Jesús Cárdenas Pérez and César Arturo Galindo confessed to have participated in the murder of Juan Francisco Sicilia and six other people.
Four more people have been arrested in connection with the March 27 killings of Juan Francisco Sicilia, the son of well-known poet Javier Sicilia, and six other young men in the central Mexican state of Morelos, bringing to eight the number of suspects detained in the case, officials said.
Eight suspects have been arrested in the course of the investigation, but “it’s four who are directly linked to the kidnapping of the seven victims,” Morelos Attorney General’s Office spokesman Ricardo Najera said in a press conference.
Jesus Cardenas Perez and Cesar Arturo Galindo Perez were arrested Sunday in the city of Jiutepec in connection with the slaying of 24-year-old Juan Francisco Sicilia and the other young men.
Enrique Rudecindo Guzman and Alberto Millan Ramos were detained last week during an auto theft investigation and their fingerprints matched some of those found in the vehicle that contained the bodies, an official told Efe.
Morelos Gov. Marco Adame Castillo and Federal Police regional security coordinator Luis Cardenas Palomino also attended Monday’s press conference.
The first suspect identified in the investigation was a patsy whose name was given to police by criminals to throw them off the trail, Cardenas Palomino said.
That suspect, Rodrigo Elizalde, was left by criminals inside the trunk of an automobile on April 15 “with the goal of confusing the authorities,” Cardenas Palomino said.
Elizalde provided information to investigators that attorneys for the victims’ families said contradicted information that police and the families had about the killings.
Cardenas and Galindo were arrested at a house in Jiutepec, where Federal Police officers seized a vehicle, two rifles, ammunition and eight stolen license plates, the Public Safety Secretariat said Monday.
Authorities allege that Cardenas is a hired gun who dealt drugs in Jiutepec, while Galindo also sold drugs and guarded cartel safe houses.
Cardenas, who got out of prison last year after serving nearly a decade for kidnapping, confessed that he carried out the murders of Sicilia and the other young men with Galindo, Julio de Jesus Radilla Hernandez and Jose Luis Luquin Delgado, among others.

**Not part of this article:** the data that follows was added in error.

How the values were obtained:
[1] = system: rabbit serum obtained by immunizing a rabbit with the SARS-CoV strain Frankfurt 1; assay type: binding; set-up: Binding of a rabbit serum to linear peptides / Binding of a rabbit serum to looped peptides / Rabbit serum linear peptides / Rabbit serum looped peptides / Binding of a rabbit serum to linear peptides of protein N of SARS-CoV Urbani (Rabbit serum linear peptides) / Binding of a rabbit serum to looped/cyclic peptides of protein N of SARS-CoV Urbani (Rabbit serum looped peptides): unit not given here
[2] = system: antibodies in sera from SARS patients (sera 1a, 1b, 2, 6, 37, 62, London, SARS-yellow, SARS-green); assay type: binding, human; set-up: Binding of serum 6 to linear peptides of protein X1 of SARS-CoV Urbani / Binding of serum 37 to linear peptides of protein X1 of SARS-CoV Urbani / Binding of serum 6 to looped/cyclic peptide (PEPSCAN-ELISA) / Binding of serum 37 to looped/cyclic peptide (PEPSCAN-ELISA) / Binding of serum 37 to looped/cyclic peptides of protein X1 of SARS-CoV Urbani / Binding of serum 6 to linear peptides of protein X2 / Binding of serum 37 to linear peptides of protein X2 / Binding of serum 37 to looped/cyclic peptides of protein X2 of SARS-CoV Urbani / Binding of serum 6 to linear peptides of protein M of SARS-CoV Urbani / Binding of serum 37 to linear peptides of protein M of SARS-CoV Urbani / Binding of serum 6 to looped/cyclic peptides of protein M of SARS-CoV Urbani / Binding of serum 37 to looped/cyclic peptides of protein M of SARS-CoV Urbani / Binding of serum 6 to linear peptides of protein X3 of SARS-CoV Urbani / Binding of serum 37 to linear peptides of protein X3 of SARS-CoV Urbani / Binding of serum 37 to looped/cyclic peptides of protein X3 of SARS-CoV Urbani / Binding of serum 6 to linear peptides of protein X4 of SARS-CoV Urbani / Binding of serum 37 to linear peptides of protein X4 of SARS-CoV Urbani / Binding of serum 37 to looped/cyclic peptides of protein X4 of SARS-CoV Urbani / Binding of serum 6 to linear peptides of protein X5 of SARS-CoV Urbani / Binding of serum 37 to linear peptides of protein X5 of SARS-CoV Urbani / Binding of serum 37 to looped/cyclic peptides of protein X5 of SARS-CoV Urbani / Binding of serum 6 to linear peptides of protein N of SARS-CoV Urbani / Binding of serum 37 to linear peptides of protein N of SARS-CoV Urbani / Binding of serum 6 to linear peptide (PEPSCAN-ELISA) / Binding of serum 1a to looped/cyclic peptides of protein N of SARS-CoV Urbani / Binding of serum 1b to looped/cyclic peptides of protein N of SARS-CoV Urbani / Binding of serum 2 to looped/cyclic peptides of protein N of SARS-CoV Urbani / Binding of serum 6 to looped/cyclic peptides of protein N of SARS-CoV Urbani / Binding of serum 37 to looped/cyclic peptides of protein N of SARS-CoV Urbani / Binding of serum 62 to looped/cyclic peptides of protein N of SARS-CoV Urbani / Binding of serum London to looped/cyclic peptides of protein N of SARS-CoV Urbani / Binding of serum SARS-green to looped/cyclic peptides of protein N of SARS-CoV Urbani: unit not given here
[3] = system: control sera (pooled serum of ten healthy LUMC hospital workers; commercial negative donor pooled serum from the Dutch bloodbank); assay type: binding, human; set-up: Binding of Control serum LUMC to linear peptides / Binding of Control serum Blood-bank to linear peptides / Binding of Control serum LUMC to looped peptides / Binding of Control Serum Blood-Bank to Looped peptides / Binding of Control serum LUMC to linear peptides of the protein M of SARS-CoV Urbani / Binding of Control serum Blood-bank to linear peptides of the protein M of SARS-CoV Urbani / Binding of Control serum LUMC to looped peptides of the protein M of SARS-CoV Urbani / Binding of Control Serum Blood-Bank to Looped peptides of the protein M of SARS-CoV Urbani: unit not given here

Radilla, the suspected leader of the Pacifico Sur drug cartel in Cuernavaca, the capital of Morelos, and Luquin were also mentioned in other testimony gathered by investigators.
Juan Francisco Sicilia and the other six men were kidnapped outside the Obsesion bar “in retaliation for a dispute a few days earlier,” Cardenas told investigators.
The young men were murdered on Radilla’s orders at the house in Jiutepec and were taken to the city of Temixco, where the bodies were found, Galindo said.
Javier Sicilia, considered one of Mexico’s best writers, reacted to his son’s killing by organizing protests against the drug-related violence that has claimed more than 36,000 lives in Mexico since December 2006.
The poet and journalist has called on Mexicans to participate in a national march this week against violence and in opposition to President Felipe Calderon’s war against the cartels.
The march will leave Cuernavaca on Thursday for Mexico City, with the marchers staying silent during the 85-kilometer (53-mile) trek.
The march is expected to take three days and end in Mexico City’s main Zocalo plaza, Sicilia said.
The poet has rallied Mexicans who are fed up with the drug-related violence that has claimed the lives of tens of thousands of people in the past few years and a government strategy that has done little to stem the killing.
“The reality of each day is that we have people dead, we are afraid, the streets belong to organized crime,” Sicilia said last week.
The poet criticized both Calderon’s decision to militarize the war on drugs and the criminalization of innocent victims and their families.